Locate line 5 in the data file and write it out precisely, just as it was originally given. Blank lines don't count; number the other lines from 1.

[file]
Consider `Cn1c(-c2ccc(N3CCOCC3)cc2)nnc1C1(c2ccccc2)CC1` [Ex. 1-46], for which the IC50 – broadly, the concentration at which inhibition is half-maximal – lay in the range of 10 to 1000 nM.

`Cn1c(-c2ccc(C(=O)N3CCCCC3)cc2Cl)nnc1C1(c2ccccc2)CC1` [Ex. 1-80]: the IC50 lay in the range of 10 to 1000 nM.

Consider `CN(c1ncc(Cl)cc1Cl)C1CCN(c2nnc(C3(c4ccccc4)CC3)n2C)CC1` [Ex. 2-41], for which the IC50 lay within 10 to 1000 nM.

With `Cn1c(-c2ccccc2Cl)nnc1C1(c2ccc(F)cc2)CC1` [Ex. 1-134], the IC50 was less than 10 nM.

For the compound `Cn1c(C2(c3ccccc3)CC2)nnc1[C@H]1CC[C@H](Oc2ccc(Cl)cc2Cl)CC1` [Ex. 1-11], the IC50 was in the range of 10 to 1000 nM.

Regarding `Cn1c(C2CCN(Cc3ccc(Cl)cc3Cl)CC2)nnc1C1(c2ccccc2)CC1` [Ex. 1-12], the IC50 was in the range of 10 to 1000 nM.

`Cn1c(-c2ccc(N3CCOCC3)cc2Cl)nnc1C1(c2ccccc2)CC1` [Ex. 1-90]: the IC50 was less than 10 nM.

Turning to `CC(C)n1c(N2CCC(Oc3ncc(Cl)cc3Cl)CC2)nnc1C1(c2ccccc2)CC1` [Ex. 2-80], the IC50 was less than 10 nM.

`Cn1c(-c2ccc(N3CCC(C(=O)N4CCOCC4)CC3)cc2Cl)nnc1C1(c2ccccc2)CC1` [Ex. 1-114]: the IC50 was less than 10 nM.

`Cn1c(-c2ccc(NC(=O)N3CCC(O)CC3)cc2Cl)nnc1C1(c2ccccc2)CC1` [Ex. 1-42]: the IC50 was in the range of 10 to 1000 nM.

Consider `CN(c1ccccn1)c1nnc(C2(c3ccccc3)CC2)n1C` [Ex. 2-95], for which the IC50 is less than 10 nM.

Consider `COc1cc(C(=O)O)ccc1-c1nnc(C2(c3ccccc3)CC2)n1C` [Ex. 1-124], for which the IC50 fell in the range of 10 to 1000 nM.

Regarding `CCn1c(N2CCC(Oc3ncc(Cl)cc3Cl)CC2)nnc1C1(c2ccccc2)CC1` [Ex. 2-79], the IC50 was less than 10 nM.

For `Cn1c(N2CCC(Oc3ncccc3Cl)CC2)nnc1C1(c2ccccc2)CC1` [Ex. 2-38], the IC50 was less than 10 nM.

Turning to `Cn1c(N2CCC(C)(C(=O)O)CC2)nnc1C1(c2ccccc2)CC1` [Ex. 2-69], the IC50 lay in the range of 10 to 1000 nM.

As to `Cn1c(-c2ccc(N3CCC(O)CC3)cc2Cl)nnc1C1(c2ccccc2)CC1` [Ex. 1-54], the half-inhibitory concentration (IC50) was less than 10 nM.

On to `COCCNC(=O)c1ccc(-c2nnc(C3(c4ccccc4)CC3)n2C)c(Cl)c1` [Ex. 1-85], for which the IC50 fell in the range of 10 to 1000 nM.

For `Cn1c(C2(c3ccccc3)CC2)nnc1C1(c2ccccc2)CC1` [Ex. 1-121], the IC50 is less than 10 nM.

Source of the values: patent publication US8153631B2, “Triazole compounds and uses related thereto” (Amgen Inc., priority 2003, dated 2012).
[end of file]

For the compound `Cn1c(C2(c3ccccc3)CC2)nnc1[C@H]1CC[C@H](Oc2ccc(Cl)cc2Cl)CC1` [Ex. 1-11], the IC50 was in the range of 10 to 1000 nM.